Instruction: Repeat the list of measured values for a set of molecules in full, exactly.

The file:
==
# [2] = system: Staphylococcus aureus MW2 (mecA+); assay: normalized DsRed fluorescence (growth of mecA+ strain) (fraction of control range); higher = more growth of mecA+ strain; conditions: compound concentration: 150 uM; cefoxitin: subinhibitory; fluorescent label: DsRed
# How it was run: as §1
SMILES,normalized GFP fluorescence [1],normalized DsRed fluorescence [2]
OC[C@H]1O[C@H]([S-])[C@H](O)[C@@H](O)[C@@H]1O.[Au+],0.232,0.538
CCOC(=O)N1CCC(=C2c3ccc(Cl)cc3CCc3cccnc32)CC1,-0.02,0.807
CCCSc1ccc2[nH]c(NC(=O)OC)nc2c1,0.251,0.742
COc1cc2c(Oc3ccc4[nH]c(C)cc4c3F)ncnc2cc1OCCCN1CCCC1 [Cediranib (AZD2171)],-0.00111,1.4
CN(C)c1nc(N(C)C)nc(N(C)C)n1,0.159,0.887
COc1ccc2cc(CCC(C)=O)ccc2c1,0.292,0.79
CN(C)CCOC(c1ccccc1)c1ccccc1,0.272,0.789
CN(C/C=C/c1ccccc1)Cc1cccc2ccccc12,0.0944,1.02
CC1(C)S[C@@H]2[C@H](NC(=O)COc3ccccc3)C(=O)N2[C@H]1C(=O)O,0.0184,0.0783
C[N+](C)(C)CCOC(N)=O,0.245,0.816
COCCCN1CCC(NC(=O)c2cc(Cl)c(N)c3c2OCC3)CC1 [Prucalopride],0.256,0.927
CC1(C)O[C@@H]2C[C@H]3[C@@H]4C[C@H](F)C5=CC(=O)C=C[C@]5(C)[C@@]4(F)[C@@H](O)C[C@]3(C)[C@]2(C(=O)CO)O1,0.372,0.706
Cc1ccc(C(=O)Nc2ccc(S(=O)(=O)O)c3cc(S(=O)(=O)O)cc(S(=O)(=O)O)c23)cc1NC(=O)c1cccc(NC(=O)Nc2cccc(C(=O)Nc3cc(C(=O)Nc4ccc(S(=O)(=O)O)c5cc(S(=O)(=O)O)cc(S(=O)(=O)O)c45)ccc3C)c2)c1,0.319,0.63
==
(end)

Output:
# [2] = system: Staphylococcus aureus MW2 (mecA+); assay: normalized DsRed fluorescence (growth of mecA+ strain) (fraction of control range); higher = more growth of mecA+ strain; conditions: compound concentration: 150 uM; cefoxitin: subinhibitory; fluorescent label: DsRed
# How it was run: as §1
SMILES,normalized GFP fluorescence [1],normalized DsRed fluorescence [2]
OC[C@H]1O[C@H]([S-])[C@H](O)[C@@H](O)[C@@H]1O.[Au+],0.232,0.538
CCOC(=O)N1CCC(=C2c3ccc(Cl)cc3CCc3cccnc32)CC1,-0.02,0.807
CCCSc1ccc2[nH]c(NC(=O)OC)nc2c1,0.251,0.742
COc1cc2c(Oc3ccc4[nH]c(C)cc4c3F)ncnc2cc1OCCCN1CCCC1 [Cediranib (AZD2171)],-0.00111,1.4
CN(C)c1nc(N(C)C)nc(N(C)C)n1,0.159,0.887
COc1ccc2cc(CCC(C)=O)ccc2c1,0.292,0.79
CN(C)CCOC(c1ccccc1)c1ccccc1,0.272,0.789
CN(C/C=C/c1ccccc1)Cc1cccc2ccccc12,0.0944,1.02
CC1(C)S[C@@H]2[C@H](NC(=O)COc3ccccc3)C(=O)N2[C@H]1C(=O)O,0.0184,0.0783
C[N+](C)(C)CCOC(N)=O,0.245,0.816
COCCCN1CCC(NC(=O)c2cc(Cl)c(N)c3c2OCC3)CC1 [Prucalopride],0.256,0.927
CC1(C)O[C@@H]2C[C@H]3[C@@H]4C[C@H](F)C5=CC(=O)C=C[C@]5(C)[C@@]4(F)[C@@H](O)C[C@]3(C)[C@]2(C(=O)CO)O1,0.372,0.706
Cc1ccc(C(=O)Nc2ccc(S(=O)(=O)O)c3cc(S(=O)(=O)O)cc(S(=O)(=O)O)c23)cc1NC(=O)c1cccc(NC(=O)Nc2cccc(C(=O)Nc3cc(C(=O)Nc4ccc(S(=O)(=O)O)c5cc(S(=O)(=O)O)cc(S(=O)(=O)O)c45)ccc3C)c2)c1,0.319,0.63